Product Photography

Tips and Lessons for Product Photography

I’m not a product photographer. I’ve actually never had to do product photography before.  And, the truth is, I’ll never be a product photographer – not professionally anyways. But as photographers, we are asked to do tasks that we don’t normally do. We’re often asked to shoot a style we’re not familiar with. And I think it really shows the skill of a photographer being able to accept the challenge of any style and make it work.

So, I’ve never been one to shy away from a challenge. I’m a travel photographer – which normally means capturing images that inspire people to travel. But, I’ve also shot weddings. I’ve photographed wildlife. I’ve done macro photography. And now, I’ve done product photography. And that’s not to brag. This is all laid out with the goal of inspiring you to expanding your skill set. Even if you’re not a photographer, whatever job you do find ways to learn new skills. It keeps us fresh.  And you’ll be shocked to find out how much value you end up bringing back to your preferred field.

I learned a lot shooting product photography, much more than the 6 bullet points below. But, these were my key takeaways.

Product Photography is About The Details

I’ve never been good at details. So, maybe this isn’t something I’ve learned but rather something that was reinforced. I remember when I was a kid cleaning my room, my mom would pester me over “missing a spot”. I wasn’t being lazy – necessarily – I just legitimately didn’t see the spot.

Product photography is all about the details. It’s about the props. It’s about the colours, textures, backgrounds, and the light. And, of course, it’s about the focus – and what’s not in focus.

But even if I’m bad at details, these two days shooting product photography at least forced me to focus in and try to figure it out. I know I’m bad at the details, so I did my best to stay on top of them.

Product Photography

In Product Photography, Less is More

When I set out to do this project, I had these ideas of messy scenes surrounded by gear and props. But, the more I put in the frame the more I found that it distracted from the product. The imagery started to be about the scene rather than what was in it. Eventually, I just started to place the product down on simple scenes and I found it to work much better.

And while the goal of this project was kind of to show off the durability of the SanDisk SSD, I think the best images were just the product down on some rugged bit of land.

Product Photography

Empty Space is a Must

This kind of circles back to the last point, but in product photography empty space is so important.

I don’t think this is something that I learned on this shoot, but something that I knew from stock photography and brought into the product shoot. Clients want images of their products that they can work with. They want empty space around their gear for them to add text and sales info. And, if the image is cropped too tightly, they don’t have that. Moreover, if the image is too wide, they can always crop it down a bit. Leave some dead space in the image and the crop slightly wider than you normally would shoot to give them room to move.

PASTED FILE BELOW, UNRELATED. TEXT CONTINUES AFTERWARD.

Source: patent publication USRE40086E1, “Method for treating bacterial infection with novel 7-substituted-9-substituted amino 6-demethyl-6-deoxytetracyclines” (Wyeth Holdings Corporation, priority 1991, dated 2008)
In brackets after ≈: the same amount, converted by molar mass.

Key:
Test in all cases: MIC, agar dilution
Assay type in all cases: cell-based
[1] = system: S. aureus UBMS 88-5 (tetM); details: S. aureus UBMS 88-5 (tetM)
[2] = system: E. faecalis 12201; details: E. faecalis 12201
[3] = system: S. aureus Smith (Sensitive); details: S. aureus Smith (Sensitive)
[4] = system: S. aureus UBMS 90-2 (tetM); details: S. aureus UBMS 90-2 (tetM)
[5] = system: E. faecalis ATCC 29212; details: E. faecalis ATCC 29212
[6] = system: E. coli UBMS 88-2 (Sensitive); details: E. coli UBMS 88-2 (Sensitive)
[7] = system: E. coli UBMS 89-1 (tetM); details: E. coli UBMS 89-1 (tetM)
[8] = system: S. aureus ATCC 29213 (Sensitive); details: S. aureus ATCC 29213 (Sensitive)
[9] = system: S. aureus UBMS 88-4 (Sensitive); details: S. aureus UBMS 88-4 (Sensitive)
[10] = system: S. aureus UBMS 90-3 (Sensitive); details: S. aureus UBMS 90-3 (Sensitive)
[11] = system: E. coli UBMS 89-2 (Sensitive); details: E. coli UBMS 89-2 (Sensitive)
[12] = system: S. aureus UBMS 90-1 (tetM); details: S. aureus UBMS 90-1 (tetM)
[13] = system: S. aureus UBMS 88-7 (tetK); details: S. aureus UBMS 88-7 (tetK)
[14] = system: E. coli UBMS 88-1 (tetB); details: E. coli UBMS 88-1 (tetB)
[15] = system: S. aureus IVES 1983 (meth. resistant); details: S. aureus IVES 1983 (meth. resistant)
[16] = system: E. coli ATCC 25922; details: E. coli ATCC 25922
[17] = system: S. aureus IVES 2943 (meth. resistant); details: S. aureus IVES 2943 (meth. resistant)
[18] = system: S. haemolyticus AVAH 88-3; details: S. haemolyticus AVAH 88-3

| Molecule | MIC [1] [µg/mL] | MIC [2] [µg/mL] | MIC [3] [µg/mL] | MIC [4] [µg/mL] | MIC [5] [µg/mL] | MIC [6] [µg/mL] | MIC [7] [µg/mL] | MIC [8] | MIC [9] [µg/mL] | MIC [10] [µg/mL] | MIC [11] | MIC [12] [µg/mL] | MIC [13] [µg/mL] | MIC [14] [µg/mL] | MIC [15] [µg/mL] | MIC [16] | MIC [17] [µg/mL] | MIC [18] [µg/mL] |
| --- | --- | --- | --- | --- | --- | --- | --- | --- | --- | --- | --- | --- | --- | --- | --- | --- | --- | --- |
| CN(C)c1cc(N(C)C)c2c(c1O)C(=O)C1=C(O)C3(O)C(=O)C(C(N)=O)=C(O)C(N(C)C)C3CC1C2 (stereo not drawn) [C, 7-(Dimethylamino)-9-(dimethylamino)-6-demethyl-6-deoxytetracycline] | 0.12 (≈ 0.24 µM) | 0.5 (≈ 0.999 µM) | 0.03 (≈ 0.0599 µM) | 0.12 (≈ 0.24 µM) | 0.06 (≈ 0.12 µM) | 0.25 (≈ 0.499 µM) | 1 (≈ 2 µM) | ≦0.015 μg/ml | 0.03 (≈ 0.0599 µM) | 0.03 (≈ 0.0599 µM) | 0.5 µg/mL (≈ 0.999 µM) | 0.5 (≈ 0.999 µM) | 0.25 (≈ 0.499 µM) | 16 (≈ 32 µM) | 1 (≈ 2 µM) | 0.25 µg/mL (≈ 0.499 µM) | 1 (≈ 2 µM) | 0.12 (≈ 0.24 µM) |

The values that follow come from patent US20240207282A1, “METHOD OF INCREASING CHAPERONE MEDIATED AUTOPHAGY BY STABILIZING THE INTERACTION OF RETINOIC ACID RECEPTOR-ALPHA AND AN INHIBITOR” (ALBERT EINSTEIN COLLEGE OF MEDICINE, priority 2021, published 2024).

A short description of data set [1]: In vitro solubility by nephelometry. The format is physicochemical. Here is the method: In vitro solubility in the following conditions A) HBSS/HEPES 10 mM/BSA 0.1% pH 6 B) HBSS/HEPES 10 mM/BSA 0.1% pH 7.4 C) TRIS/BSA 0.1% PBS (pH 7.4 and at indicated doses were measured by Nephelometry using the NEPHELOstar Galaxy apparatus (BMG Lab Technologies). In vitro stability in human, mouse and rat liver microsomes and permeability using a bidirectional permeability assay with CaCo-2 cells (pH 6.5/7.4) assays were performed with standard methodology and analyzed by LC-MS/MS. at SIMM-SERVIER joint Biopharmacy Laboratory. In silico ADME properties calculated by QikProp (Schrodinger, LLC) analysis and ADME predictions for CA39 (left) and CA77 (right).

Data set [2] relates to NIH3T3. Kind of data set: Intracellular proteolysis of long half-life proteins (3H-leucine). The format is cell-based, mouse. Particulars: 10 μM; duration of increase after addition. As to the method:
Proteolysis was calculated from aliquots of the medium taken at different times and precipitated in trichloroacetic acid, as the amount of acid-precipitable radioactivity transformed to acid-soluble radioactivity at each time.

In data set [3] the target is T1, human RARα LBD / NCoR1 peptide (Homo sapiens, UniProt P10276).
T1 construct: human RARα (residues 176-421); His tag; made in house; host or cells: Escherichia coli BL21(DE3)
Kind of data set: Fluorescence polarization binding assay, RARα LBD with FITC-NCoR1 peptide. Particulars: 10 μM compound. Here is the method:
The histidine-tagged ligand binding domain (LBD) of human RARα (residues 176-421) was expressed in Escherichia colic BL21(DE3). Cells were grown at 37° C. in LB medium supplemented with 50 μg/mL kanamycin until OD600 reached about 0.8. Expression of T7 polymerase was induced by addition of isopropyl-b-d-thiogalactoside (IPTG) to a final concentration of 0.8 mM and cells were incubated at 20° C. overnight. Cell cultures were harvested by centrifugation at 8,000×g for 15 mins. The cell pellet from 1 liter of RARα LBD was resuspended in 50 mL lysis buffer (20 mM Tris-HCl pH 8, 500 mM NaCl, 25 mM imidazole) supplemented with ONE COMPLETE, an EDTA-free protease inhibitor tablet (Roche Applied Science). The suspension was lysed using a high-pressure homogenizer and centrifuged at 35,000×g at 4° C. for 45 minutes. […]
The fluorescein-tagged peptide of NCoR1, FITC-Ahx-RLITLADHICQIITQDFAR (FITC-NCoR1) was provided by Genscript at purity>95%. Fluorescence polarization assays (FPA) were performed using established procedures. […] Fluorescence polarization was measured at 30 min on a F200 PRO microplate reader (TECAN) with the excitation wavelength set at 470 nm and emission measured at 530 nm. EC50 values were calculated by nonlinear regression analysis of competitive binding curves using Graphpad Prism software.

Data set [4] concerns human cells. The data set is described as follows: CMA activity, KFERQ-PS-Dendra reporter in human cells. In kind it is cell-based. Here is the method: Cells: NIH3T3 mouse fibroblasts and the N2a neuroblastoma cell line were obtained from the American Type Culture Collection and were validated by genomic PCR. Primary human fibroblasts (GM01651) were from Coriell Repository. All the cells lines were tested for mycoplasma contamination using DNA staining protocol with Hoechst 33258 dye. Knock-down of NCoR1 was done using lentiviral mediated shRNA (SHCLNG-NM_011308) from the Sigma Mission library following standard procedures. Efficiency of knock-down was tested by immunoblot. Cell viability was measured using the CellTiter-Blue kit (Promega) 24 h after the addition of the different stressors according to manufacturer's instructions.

Product Photography

Everyone Should Try a Type of Photography They Don’t Normally Do

The things I learned shooting product photography are things I can bring back to my other styles of photography. By doing this, I think I’ll have a better focus on the details, textures, and colours of my landscape and travel photos.

And I think everyone should force themselves to shoot a different type of photography from time to time.

If you’re a wedding photographer, go out with some filters and a tripod and shoot some landscapes. You might find some things in shooting this form to bring back to your wedding shoots. If you do landscapes, get into a city and shoot some portraits or street scenes. It’ll help you learn how to compose quickly.

Regardless of your field, go out and shoot another one from time to time.

Product Photography

Don’t Forget a Hero Image

We get caught up in the idea that all product photography needs to be a close up view of the product. However, I think it’s also really necessary to have an image where the product is tiny – a hero image.

The image should be big, open, and have a sense of epic to it. This type of image could be used as a background or a banner. It might be used on the homepage of a website. And, an image like this might also include one of your other shots layered on top of it to show the detail.

Don’t forget that the hero image is important.

Product Photography

Don’t Lose Your Style

My photography has kind of been based around the idea of “The Hero Image”.  One of my most popular videos is called “The Art of The Long Exposure Selfie”. And so don’t shy away from bringing your own style into your product photography, even if it is different than the typical product shots. There’s a reason the client hired you, they want you and your style.

If your style is epic, go epic. If your style is macro, go macro. Don’t lose your style just because you’re shooting a different niche.

Product Photography

What’s Next?

I’ve got to be honest, I’m glad to be done with the product photography assignment.  I think it was important.  From a business side of things, obviously I need to make money.  But, also from a skill standpoint it was important for me to have a bit of a test.  It made me think so much more about my images than I have lately.

So, what’s next?

We’re back in Crete now and I’ve actually got a special guest YouTuber arriving today.  It’s a new collaborator, and I’m excited to get him on the channel.  Then, we’ve got trips planned to Naxos, Mykonos, and Santorini before my Crete clinic begins at the end of September.

There will also be a BIG travel photography workshop announcement either mid-September or early October.